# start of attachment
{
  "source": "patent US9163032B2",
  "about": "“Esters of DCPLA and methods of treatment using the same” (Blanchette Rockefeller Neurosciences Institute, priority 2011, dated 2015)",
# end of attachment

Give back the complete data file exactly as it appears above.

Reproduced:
{
  "source": "patent US9163032B2",
  "about": "“Esters of DCPLA and methods of treatment using the same” (Blanchette Rockefeller Neurosciences Institute, priority 2011, dated 2015)",